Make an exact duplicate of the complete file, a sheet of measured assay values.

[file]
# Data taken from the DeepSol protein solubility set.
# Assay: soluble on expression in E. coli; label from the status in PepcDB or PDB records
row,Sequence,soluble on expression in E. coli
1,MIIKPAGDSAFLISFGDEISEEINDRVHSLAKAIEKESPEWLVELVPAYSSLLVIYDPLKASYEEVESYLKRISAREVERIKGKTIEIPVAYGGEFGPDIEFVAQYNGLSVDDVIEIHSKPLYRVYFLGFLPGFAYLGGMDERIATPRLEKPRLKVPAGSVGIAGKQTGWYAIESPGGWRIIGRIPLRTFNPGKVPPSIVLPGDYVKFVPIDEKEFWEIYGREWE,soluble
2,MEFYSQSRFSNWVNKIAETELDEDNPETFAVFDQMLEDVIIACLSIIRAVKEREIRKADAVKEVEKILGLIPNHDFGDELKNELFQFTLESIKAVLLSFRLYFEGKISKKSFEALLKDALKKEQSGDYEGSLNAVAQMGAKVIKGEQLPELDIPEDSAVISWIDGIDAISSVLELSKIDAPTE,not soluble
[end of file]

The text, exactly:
# Data taken from the DeepSol protein solubility set.
# Assay: soluble on expression in E. coli; label from the status in PepcDB or PDB records
row,Sequence,soluble on expression in E. coli
1,MIIKPAGDSAFLISFGDEISEEINDRVHSLAKAIEKESPEWLVELVPAYSSLLVIYDPLKASYEEVESYLKRISAREVERIKGKTIEIPVAYGGEFGPDIEFVAQYNGLSVDDVIEIHSKPLYRVYFLGFLPGFAYLGGMDERIATPRLEKPRLKVPAGSVGIAGKQTGWYAIESPGGWRIIGRIPLRTFNPGKVPPSIVLPGDYVKFVPIDEKEFWEIYGREWE,soluble
2,MEFYSQSRFSNWVNKIAETELDEDNPETFAVFDQMLEDVIIACLSIIRAVKEREIRKADAVKEVEKILGLIPNHDFGDELKNELFQFTLESIKAVLLSFRLYFEGKISKKSFEALLKDALKKEQSGDYEGSLNAVAQMGAKVIKGEQLPELDIPEDSAVISWIDGIDAISSVLELSKIDAPTE,not soluble